Most companies that install metal roof systems have in-house training programs mainly because the options for sheet-metal fabrication and installation training are extremely limited. Therefore, an average installer typically will be only as good as the best metal employee on the payroll. It requires years of experience and hundreds of projects, big and small, before a metal roofing worker is considered worthy of running a crew let alone a department. NRCA ProCertification,® for example, requires a minimum of 36 months of roofing experience for an installer to be considered eligible for NRCA’s Metal Panel Roof Systems Installer designation.

If a typical installer completes a metal roofing project every few weeks, that’s roughly 10-20 projects per year. That would mean, by NRCA’s standards, a certified Metal Panel Roof Systems Installer would need to have about 60 projects under his or her belt before being able to be recognized as a ProCertified® installer.

Being a qualified installer is important when considering aesthetic expectations of metal details, if there are any, in construction drawings. Sometimes, construction documents only refer to the Sheet Metal and Air Conditioning Contractors’ National Association manual without referring to any specific details. Additionally, many detail requirements or references are tucked away in the metal panel manufacturer’s specifications. Whenever metal roofing is specified, it means field staff will be on the front lines to address any possible problem-solving issues that may arise during a project.


In our experience, if a metal roof system fails after installation, finding any persistent leaks can be extremely difficult. It behooves a quality control observer to have prior experience with metal roof system installation standards, procedures and/or quality control.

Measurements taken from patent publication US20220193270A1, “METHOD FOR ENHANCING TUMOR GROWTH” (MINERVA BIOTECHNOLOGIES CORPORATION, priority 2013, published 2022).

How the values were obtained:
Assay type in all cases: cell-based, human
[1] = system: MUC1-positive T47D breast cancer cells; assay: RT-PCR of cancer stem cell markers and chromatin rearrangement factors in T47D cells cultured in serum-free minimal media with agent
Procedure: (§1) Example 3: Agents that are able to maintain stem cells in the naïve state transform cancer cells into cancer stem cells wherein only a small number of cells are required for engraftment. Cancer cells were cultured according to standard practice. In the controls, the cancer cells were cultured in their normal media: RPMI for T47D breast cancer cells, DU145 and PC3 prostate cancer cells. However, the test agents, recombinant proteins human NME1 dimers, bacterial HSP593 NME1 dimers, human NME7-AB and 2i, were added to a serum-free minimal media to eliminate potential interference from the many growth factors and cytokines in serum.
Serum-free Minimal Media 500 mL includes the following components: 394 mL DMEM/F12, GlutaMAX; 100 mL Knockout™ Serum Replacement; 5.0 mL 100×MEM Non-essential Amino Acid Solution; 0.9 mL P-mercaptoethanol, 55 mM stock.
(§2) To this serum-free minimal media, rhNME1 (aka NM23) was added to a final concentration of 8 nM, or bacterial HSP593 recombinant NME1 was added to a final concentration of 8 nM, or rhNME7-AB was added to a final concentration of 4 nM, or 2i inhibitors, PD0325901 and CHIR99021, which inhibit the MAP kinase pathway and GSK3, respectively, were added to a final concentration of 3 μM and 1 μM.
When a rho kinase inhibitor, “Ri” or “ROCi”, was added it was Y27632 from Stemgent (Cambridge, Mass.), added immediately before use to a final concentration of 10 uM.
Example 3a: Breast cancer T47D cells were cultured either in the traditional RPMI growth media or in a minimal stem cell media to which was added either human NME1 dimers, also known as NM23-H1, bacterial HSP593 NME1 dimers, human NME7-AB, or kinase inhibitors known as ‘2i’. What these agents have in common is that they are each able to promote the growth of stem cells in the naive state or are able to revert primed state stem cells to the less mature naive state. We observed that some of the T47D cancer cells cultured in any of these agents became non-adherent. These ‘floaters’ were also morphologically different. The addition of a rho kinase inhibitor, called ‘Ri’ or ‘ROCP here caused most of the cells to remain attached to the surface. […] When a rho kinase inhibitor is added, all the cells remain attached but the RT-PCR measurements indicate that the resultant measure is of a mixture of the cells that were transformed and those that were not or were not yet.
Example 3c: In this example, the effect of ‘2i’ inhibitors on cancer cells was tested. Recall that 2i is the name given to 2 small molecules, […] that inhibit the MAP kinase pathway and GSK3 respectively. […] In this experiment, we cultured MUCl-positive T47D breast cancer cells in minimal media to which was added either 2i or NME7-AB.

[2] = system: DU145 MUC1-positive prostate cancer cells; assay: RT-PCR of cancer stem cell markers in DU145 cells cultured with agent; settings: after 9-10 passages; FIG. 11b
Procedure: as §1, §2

A 2002 Interface article, “Metal Roofing and Schools: Quality Control,” lists five common causes of metal roofing failures that remain applicable:

  • Improper product or profile selection or improper design
  • Improper waterproofing and installation details
  • Lack of worker skill, training and experience
  • Installation that is noncompliant with wind-uplift requirements, contract documents, and proper waterproofing methods and procedures
  • Failure to provide quality control inspections, direction and oversight

Everything starts with design, and, unfortunately, there is a skills disparity from the drafting room to the field. If the design team doesn’t coordinate with the installers during the design phase, critical details ultimately are missed. Congruently, if installers aren’t trained to improvise and formally coordinate with the design team, critical details are missed resulting in costly damages and corrective measures. This has led to a rise in third-party consultation for quality assurance and control as well as an increase in construction litigation cases.

Putting the pieces together

Many of the topics we have discussed apply to more than metal roof systems. But metal roofing is a specialty arena within the roofing trade and should be treated as such.

In our experience, contractors should develop metal roof system projects in consultation with a licensed design professional. Architects or engineers can provide critical, fundamental and code-compliant design requirements as part of the construction documents.

In addition, design professionals may want to consider including specialty experts such as HVAC, masonry, roofing or waterproofing and/or building enclosure consultants.

Not every person on a construction or design team is equipped to review, observe and thoroughly document every piece of a building project’s puzzle from conception to construction. That’s why it takes a team, so choose your team wisely. 

HARRISON McCAMPBELL, AIA, is owner of McCampbell & Associates, Brentwood, Tenn., and NICK WARNDORF, RRO, CIT, sUAS 107 Pilot, is owner of The Warndorf Group, Fairview, Tenn.